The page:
• Personally*, I'd "negotiate" with the student, telling them that you cannot decide this on your own and will have to consult the professor. Offer that you put the case in anonymized fashion but ask them how they want you to proceed in case the prof asks for details. I.e., whether they want you reveal details in that case or rather keep their privacy at the cost of not getting the extension.

    *I'm not a junior TA any more. With a standing of almost 20 a of professional experience I'd take a stand shielding a student's privacy against any head of course, professor or institute director where I judge that is what needs to be done.

  • You mention mental health problems revealed: a privacy-friendly way of asking your prof would e.g. be "In case a student reveals mental health problems, where do I refer them? Do I need to inform someone or do I just tell the student where they can go for help?"

    Personally (and according to how things work where I am), I'd possibly tell the student anyways that they may want to consider getting a medical certificate. These medical certificates over here say basically "X is unable to work". They don't reveal reason/diagnosis but they legally mean that the student must get appropriate accommodation.
    (BTW, university policy may anyways require the student to bring one)

  • student revealing too much private information: you may find that students tell you more than is actually required, and more than you'd have liked to know (see next point).

    It may be important feedback to the student that you think they revealed more private information than necessary.

  • It may be stressful to you to know private details the student volunteered (e.g. in case of health or harrassment). This is part of the TAing/teaching profession, although likely noone ever taught you about it. And it is part of the teaching profession* that you must keep this information appropriately private.

    I'm writing this because I've witnessed an occasion where private student information was inappropriately revealed by a head of course. And I think this happened (also) because the head of course needed to relieve their stress by telling someone (which turned out to be a whole group of TAs). This was all very sympathetic, but still definitively inappropriate and unprofessional. All we needed to know was that in case of X happening, we should do Y.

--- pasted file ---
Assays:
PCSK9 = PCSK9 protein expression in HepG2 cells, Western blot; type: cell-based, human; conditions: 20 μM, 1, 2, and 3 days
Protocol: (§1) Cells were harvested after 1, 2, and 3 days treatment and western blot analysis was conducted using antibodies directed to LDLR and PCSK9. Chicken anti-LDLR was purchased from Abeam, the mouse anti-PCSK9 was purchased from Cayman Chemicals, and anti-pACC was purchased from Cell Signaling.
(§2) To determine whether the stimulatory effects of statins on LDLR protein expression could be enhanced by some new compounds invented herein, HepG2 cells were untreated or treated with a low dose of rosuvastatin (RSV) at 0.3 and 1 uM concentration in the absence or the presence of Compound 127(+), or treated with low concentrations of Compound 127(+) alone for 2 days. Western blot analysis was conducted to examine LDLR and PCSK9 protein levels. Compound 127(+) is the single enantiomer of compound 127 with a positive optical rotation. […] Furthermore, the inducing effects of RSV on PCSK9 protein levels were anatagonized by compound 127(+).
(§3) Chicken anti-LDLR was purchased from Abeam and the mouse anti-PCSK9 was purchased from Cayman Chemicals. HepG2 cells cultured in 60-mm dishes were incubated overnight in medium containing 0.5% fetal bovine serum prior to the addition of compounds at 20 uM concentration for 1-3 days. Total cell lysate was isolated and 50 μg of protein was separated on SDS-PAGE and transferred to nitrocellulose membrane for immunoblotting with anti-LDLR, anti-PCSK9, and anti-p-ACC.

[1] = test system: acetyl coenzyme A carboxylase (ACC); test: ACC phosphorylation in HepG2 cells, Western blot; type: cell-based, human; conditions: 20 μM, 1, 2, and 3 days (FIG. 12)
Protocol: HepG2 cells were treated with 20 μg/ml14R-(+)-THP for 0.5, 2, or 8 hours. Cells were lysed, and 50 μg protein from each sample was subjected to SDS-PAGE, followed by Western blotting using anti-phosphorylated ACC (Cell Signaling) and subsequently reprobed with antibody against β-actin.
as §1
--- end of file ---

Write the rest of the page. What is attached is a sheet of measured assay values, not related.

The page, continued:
Some professions (medical, psychological, pastors, ...) regularly face similar stress. They have supervision processes established to deal with this in a way that doesn't violate privacy.

    In case you need that, it's fine to talk to someone in a way that keeps the student anonymous (maybe not even mentioning it's one of your students). One key thing to keep in mind here is: your close colleagues or friends from the department/university are not a good choice: the risk that the student's identity is accidentally revealed by circumstances entirely outside your control is substantial.

    *It's actually not that rare: If you move to industry and become team lead or manager, similar things are likely to happen. Even if you volunteer as trainer in the local sports team, head a scout group, ...

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    +1 excellent points - especially about the burden of knowing the details of students personal difficulties. One of the advantages of having an extenuating circumstances panel is that TAs and faculty members can ask me (as chair) to reach out to the student to advise them of where they can get help and support (as a computer scientist I can help them with debugging their C++, but I am not qualified to help them directly with anything more complicated than that, but I can signpost) Aug 21 at 19:41
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    My own experience is that when a TA is encouraged by a student not to talk to a prof is that often they've already talked to the prof, or are shopping TAs for an amenable response Aug 22 at 13:23
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    @ScottSeidman: in the first case, the prof's reply to the anonymized description would be along the lines of "if that's about student S, it's OK, they talked to me [or not]". Case solved. Shopping TAs: when/where I was TAing, the typical setup was that each TA had "their" students assigned to them, so impossible to shop other than trying both TA and prof separately. Aug 22 at 13:33